Great fight, if a bit of a waltz in spots. Featherweight quarterfinal (meaning a minimum of a bronze medal at stake) at the 1996 Atlanta Olympics.
Significant as it's the last time Mayweather ever tasted victory with the headgear, and the last before his current unbeaten streak of 43-0 began. He would go on to lose a highly controversial decision to Serafim Todorov in the semis, robbed of a rightful Silver medal at the very least and probably a near-certain chance for gold against Somluck Kamsing. Mayweather made his prizefighting debut two months after the Olympics.
Also significant because Aragon is the last person to legitimately knock Mayweather down with a punch (see about 0:56 of R2...Aragon caught Mayweather rushing wildly with a chopping right from the ropes) - unless you count Zab Judah's non-ruled flash drop with a quick right hook resulting in a glove brushing the canvas, or Castillo wrestling him down in the 6th where a grazing body shot may or may not have contributed in tipping him off balance. The 1 official KD on Mayweather's pro resume, against Carlos Hernandez, was the result of injuring his own wrist in the act of throwing and taking a voluntary knee because of the pain. Aragon is the last man to actually crunch him with something flush and upend him. Of course, under amateur rules there is no extra point for a knockdown so it didn't significantly affect the scoring.
Unlike Todorov, Aragon was actually on Mayweather's level. He came within a mere few touches of denying PBF a spot on the podium altogether, in a legitimately close contest - far more so than Mayweather's subsequent dubious loss. Aragon probably could've beaten Todorov or Kamsing himself and it may have been only the dumb luck of Mayweather's presence that kept him from bringing the gold to Cuba. Yeah, yeah - styles make fights...but here's another cliche as riposte: it's about levels.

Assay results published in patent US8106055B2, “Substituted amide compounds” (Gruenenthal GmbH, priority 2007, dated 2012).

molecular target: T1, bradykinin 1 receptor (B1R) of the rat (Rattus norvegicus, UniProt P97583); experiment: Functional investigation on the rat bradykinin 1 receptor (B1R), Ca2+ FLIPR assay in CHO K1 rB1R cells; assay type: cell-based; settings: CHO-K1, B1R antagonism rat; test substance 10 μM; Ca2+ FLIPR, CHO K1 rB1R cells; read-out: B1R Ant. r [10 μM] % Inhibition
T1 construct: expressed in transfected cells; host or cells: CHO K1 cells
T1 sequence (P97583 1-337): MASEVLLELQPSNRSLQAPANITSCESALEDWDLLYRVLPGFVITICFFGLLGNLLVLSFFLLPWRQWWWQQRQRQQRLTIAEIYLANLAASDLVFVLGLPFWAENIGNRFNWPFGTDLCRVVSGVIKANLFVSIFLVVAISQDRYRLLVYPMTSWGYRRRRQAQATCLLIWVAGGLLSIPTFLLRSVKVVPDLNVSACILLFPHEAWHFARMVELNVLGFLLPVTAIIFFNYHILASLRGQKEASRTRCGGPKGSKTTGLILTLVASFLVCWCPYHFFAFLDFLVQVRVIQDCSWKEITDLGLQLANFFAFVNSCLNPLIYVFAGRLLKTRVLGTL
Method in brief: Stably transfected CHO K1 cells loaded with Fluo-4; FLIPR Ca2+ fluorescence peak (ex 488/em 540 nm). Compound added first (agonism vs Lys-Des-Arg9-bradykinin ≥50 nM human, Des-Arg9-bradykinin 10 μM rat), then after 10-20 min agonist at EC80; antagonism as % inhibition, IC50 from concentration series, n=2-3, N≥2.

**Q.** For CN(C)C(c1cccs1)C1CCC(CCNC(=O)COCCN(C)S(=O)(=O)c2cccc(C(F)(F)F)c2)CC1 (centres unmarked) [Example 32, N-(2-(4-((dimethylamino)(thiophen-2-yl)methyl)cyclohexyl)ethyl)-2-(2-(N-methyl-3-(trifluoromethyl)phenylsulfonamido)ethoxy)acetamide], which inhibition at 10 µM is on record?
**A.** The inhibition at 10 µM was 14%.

For perspective, Aragon beat the following boxers who achieved notability as pros: world titlists Joel Casamayor, Robbie Peden (wide
), Andre Berto (wide
), Vyacheslav Senchenko (wide
), and Lukas Konecny (close); onetime ranked contenders Terrance Cauthen, Carlos Navarro, & Euri Gonzalez x2 (once a shutout, and once extremely wide by twenty
points); current ranked contenders Yudel Jhonson x4 & Erislandy Lara x4 (all wide
); and current unbeaten prospect/contenders Vanes Martirosyan x2 (once wide
, once by stoppage) & middleweight
Sherzod Husanov x3 (twice wide, once by stoppage).
Total amatuer record of 109-15; 6-2 in the Olympics over two appearances. Silver medalist in Athens '04, twice a gold medalist in world championships, and ten-time Cuban national champ from flyweight all the way to welterweight. He also defeated legendary countryman and 2-time Olympic gold medalist Mario Kindelán, and decorated Russian hero & Val Barker trophy conferee Oleg Saitov.
It's arguable the professional combatants who've troubled Floyd as much as did Aragon when he was a teenager are numerable on one hand.
Damn shame we never saw the Cuban defect and go pro (way too late now; he's pushing forty and hasn't competed in years), although waiting around until age 30 did afford him the opportunity for redemption with that Silver medal in Athens.
IB's RBR scoring (under the now-outmoded amateur system, counting only clean legal blows):
R1 - M A A A M M A M A M A A M M A; 8-7 Aragon. Officially 5-4 Aragon.
R2 - M M A M M A A M M A M M A M M A M M A M M; 14-7 Mayweather. (21-15 overall) Officially 6-2 Mayweather. (10-7 overall)
R3 - M A M A M M A A A M A A ; 7-5 Aragon. (26-22 Mayweather overall). Officially 4-2 Aragon. (12-11 Mayweather overall)
...and yes, I actually score counter jabs on the back foot...if they're clean on target and snapped rather than pushed.
Body shots, too.